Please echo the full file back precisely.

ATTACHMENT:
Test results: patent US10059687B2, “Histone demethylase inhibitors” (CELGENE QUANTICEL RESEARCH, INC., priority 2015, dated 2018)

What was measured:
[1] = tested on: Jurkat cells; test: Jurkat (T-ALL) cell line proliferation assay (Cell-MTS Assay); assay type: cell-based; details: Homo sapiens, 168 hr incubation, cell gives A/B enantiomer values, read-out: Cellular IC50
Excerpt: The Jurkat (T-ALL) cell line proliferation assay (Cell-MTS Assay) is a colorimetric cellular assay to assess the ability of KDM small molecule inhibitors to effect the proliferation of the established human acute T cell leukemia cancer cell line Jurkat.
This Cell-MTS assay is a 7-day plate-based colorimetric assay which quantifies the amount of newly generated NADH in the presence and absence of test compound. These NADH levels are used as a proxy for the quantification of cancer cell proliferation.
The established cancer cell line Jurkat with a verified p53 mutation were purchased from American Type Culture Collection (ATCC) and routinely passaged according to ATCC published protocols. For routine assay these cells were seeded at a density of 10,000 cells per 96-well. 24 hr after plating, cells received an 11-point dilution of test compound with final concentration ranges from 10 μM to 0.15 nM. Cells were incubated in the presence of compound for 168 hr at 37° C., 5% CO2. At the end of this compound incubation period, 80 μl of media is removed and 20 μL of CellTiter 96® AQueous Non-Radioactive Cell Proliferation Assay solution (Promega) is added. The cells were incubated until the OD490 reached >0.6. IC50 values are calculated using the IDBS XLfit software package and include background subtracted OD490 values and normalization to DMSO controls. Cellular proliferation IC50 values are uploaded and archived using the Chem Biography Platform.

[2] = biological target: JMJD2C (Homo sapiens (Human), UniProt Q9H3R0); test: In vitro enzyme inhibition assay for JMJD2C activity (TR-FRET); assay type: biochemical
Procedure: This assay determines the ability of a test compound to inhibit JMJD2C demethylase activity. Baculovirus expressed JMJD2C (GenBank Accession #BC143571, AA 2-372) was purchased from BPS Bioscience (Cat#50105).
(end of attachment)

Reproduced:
Test results: patent US10059687B2, “Histone demethylase inhibitors” (CELGENE QUANTICEL RESEARCH, INC., priority 2015, dated 2018)

What was measured:
[1] = tested on: Jurkat cells; test: Jurkat (T-ALL) cell line proliferation assay (Cell-MTS Assay); assay type: cell-based; details: Homo sapiens, 168 hr incubation, cell gives A/B enantiomer values, read-out: Cellular IC50
Excerpt: The Jurkat (T-ALL) cell line proliferation assay (Cell-MTS Assay) is a colorimetric cellular assay to assess the ability of KDM small molecule inhibitors to effect the proliferation of the established human acute T cell leukemia cancer cell line Jurkat.
This Cell-MTS assay is a 7-day plate-based colorimetric assay which quantifies the amount of newly generated NADH in the presence and absence of test compound. These NADH levels are used as a proxy for the quantification of cancer cell proliferation.
The established cancer cell line Jurkat with a verified p53 mutation were purchased from American Type Culture Collection (ATCC) and routinely passaged according to ATCC published protocols. For routine assay these cells were seeded at a density of 10,000 cells per 96-well. 24 hr after plating, cells received an 11-point dilution of test compound with final concentration ranges from 10 μM to 0.15 nM. Cells were incubated in the presence of compound for 168 hr at 37° C., 5% CO2. At the end of this compound incubation period, 80 μl of media is removed and 20 μL of CellTiter 96® AQueous Non-Radioactive Cell Proliferation Assay solution (Promega) is added. The cells were incubated until the OD490 reached >0.6. IC50 values are calculated using the IDBS XLfit software package and include background subtracted OD490 values and normalization to DMSO controls. Cellular proliferation IC50 values are uploaded and archived using the Chem Biography Platform.

[2] = biological target: JMJD2C (Homo sapiens (Human), UniProt Q9H3R0); test: In vitro enzyme inhibition assay for JMJD2C activity (TR-FRET); assay type: biochemical
Procedure: This assay determines the ability of a test compound to inhibit JMJD2C demethylase activity. Baculovirus expressed JMJD2C (GenBank Accession #BC143571, AA 2-372) was purchased from BPS Bioscience (Cat#50105).